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"Buenos dias", "buenas noches" -- this was the first words in a foreign language I heard in my life, as a three-year old boy growing up in developing post-war Western Germany, where the first gastarbeiters had arrived from Spain. Fascinated by the strange sounds, I tried to get to know some more languages, the only opportunity being TV courses of English and French -- there was no foreign language education for pre-teen school children in Germany yet in those days. Read more



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What is English? And Why Should We Care?

By: Tim William Machan

To find some answers Tim Machan explores the language's present and past, and looks ahead to its futures among the one and a half billion people who speak it. His search is fascinating and important, for definitions of English have influenced education and law in many countries and helped shape the identities of those who live in them.


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Medical Writing in Early Modern English

Edited by Irma Taavitsainen and Paivi Pahta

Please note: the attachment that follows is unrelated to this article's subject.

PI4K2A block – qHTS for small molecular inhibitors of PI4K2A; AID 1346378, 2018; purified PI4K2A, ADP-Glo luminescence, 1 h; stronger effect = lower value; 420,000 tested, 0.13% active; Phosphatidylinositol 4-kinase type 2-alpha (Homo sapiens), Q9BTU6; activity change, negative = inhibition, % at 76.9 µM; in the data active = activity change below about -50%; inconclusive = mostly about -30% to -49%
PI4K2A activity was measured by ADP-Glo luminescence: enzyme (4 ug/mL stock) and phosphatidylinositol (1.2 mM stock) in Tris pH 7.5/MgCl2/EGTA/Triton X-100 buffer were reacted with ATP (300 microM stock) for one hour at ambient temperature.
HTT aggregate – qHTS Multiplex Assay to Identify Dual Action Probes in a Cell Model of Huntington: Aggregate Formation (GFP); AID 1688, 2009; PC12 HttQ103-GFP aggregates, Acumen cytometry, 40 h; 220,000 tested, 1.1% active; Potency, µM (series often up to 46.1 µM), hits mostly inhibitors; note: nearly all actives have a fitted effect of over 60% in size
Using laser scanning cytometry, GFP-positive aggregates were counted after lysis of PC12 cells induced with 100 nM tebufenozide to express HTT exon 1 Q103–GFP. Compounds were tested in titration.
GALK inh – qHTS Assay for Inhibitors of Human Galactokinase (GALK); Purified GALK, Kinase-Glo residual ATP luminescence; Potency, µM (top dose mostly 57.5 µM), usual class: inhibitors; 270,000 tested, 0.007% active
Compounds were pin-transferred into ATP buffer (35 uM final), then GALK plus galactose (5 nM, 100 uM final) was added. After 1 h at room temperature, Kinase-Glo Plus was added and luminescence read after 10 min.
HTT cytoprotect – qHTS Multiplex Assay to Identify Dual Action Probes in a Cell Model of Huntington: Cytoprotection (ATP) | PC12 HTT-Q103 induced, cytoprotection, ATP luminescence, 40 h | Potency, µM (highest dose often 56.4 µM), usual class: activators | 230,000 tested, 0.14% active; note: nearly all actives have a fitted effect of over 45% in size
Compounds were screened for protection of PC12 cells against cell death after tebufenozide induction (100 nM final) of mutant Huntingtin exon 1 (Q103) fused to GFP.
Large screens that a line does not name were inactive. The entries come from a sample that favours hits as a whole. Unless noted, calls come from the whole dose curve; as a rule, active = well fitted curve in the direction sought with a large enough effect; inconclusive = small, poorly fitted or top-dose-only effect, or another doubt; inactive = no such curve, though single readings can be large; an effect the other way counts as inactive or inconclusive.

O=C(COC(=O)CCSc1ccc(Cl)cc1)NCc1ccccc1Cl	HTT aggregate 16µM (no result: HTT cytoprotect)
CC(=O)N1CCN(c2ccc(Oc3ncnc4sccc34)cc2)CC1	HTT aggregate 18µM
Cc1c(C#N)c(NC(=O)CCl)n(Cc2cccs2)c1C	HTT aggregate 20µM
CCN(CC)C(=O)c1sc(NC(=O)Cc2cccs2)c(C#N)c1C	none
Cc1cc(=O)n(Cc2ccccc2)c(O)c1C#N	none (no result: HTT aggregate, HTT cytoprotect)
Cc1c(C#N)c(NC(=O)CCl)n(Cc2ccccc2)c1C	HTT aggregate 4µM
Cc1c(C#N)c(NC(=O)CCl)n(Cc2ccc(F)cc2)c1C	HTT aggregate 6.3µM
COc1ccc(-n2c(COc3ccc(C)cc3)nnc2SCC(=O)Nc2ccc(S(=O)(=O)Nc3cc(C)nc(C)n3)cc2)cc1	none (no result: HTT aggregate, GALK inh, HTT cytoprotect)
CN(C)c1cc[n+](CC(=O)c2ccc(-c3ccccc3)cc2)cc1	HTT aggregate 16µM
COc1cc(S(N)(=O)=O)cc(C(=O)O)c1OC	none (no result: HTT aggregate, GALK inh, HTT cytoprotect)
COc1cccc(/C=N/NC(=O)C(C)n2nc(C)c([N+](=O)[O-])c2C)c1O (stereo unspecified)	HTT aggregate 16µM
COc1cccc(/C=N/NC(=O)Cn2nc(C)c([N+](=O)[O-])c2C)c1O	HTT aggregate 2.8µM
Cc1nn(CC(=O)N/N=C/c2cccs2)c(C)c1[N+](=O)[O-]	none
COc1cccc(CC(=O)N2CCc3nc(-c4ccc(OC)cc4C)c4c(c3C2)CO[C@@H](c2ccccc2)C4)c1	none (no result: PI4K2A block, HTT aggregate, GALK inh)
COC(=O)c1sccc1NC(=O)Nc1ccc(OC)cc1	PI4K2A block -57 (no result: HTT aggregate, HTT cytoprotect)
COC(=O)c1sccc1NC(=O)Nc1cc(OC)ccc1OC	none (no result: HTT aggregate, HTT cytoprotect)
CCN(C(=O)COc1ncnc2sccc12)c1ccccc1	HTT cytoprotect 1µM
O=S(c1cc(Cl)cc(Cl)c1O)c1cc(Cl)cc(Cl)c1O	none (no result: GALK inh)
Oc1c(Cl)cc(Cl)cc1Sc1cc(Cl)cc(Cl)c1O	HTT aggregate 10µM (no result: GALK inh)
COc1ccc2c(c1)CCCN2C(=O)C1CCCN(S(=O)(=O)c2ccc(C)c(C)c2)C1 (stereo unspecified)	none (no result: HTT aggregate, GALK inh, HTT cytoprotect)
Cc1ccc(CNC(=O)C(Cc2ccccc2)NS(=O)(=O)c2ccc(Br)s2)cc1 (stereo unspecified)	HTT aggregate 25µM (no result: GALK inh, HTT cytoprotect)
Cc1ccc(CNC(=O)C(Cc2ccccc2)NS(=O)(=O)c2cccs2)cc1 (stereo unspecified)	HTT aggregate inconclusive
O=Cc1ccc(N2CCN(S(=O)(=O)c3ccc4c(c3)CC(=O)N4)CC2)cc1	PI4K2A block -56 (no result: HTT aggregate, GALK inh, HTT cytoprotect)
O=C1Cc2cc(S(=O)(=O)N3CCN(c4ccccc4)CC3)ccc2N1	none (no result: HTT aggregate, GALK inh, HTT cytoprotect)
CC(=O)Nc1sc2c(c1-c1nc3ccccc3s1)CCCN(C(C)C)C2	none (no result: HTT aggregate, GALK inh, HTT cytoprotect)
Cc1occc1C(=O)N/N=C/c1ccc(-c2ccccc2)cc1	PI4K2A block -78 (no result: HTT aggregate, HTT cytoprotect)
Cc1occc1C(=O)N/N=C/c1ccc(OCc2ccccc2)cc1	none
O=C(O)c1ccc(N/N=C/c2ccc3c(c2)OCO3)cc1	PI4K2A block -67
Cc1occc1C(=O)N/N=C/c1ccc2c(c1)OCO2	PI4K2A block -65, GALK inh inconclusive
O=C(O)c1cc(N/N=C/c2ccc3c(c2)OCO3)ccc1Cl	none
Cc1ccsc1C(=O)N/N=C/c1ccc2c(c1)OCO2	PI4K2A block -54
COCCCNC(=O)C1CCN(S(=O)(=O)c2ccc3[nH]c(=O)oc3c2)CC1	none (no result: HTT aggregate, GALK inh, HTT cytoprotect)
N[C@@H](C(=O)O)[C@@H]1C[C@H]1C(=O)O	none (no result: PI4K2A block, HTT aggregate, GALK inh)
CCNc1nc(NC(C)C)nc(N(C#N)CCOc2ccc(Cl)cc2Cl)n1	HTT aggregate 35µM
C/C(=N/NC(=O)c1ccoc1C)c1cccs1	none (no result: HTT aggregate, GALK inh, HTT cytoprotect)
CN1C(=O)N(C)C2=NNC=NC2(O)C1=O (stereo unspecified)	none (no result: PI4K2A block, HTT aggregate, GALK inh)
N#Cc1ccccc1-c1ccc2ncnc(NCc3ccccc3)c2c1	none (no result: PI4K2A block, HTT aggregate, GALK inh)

This volume provides a new perspective on the evolution of the special language of medicine, based on the electronic corpus of Early Modern English Medical Texts, containing over two million words of medical writing from 1500 to 1700.


Academic Paper


Title: The Processing of Root Morphemes in Hebrew: Contrasting localist and distributed accounts
Author: Hadas Velan
Email: click here to access email
Homepage: http://micro5.mscc.huji.ac.il/~frost/Hadas.Velan.html
Institution: Hebrew University of Jerusalem
Author: Ram Frost
Homepage: http://atar.mscc.huji.ac.il/~frost/
Institution: Hebrew University of Jerusalem
Author: Avital Deutsch
Institution: Hebrew University of Jerusalem
Linguistic Field: Psycholinguistics
Subject Language: Hebrew
Abstract: The present paper investigates whether Semitic languages impose a rigid triconsonantal structural principle on root-morpheme representation, by examining morphological priming effects obtained with primes consisting of weak roots. For weak roots, the complete three-consonantal structure is not kept in most of their derivations, and only two letters are consistently repeated in all derivations. In a series of masked priming experiments subjects were presented with primes consisting of the weak roots letters which are repeated in all derivations. The results showed that the two consistent letters of weak roots facilitated the recognition of targets derived from these roots. In contrast, any two letters of complete roots did not facilitate the recognition of complete root derivations. The implications of these results to parallel-distributed models and to localist-representational approaches, are discussed.
Type: Individual Paper
Status: Completed


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